Thursday, November 5, 2009

NY-23 and Parties 1: Primary Elections

The Monkey Cage has really had a great week this week; if you really want to use the excuse of the off-year elections to learn something about political parties, be sure to read what they've posted, especially guest appearances by Hans Noel (and look at the comments on that one) and David Karol. Away from the Monkey Cage, I've already linked to what Seth Masket said, and then there was my first reactions, which attracted comments from Seth and a few other political scientists. I'll admit to being a bit of a chauvinist here; as a student of parties as institutions, I think that we're basically the specialists on situations such as the NY-23 case, which I think it's fair to say we all see as fascinating.

For example, see David Karol's terrific comment about the nomination process:
If factions in a party do not respect their own nomination process that is a big problem for it. Alan Ware has shown that part of the reason party leaders supported the creation of the Australian ballot and, some years later, the establishment of primaries was that they needed a nomination process that would appear legitimate to losers in order to minimize splits. Part of being a successful party is accepting that you fight your fight inside the organization and then respect its verdict.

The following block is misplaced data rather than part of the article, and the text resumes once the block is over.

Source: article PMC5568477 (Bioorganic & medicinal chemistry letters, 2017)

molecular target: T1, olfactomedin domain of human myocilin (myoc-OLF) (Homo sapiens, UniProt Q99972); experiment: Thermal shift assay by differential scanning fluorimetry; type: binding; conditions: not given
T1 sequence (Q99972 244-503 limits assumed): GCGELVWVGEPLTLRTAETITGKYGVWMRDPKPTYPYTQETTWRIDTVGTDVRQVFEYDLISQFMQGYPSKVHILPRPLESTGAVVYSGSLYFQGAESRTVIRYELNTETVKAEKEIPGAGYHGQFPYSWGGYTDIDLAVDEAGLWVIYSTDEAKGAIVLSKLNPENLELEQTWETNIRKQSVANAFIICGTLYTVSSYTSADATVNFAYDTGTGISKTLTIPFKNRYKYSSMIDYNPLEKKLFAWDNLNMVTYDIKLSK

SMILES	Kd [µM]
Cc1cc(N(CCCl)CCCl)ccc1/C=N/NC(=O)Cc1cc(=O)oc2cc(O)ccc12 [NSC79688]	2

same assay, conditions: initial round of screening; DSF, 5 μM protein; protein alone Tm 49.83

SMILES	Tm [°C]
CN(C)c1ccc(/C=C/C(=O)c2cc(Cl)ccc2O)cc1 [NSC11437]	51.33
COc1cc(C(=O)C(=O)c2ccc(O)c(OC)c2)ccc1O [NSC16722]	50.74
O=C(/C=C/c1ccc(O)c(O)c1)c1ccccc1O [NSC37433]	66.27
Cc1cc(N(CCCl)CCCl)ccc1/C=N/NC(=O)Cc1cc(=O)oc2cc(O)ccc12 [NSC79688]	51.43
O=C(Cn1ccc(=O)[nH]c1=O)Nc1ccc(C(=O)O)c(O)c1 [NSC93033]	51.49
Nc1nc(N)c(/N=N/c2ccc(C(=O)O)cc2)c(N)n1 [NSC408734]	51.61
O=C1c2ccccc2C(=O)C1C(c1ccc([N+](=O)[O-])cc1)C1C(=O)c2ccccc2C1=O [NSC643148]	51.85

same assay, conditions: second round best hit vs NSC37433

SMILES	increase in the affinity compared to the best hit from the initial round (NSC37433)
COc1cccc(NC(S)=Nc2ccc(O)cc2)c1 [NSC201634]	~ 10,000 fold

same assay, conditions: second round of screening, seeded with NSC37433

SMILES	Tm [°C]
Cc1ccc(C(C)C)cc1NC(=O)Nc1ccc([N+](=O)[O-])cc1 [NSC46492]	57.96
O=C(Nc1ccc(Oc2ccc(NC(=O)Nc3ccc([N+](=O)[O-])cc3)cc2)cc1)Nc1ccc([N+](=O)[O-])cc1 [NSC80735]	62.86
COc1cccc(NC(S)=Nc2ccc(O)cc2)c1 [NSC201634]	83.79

Alan Ware's book on the subject, The American Direct Primary, is just wonderful work. Do you know why Americans adopted the "Australian ballot" in the late 19th century? Odds are you believe that it was an anti-corruption idea; we call the Australian ballot the "secret" ballot, which shows our emphasis on what we think of as important about it. But what's actually important about the Australian ballot is that the government gives us names to choose from. Before the adoption of that reform, voters were responsible for listing the names of the candidates they supported, which in practical terms meant that party leaders would hand out pre-filled-out ballots, and voters would take those ballots from party leaders and turn them in. As populations grew, this became subject to various abuses, as Ware explains: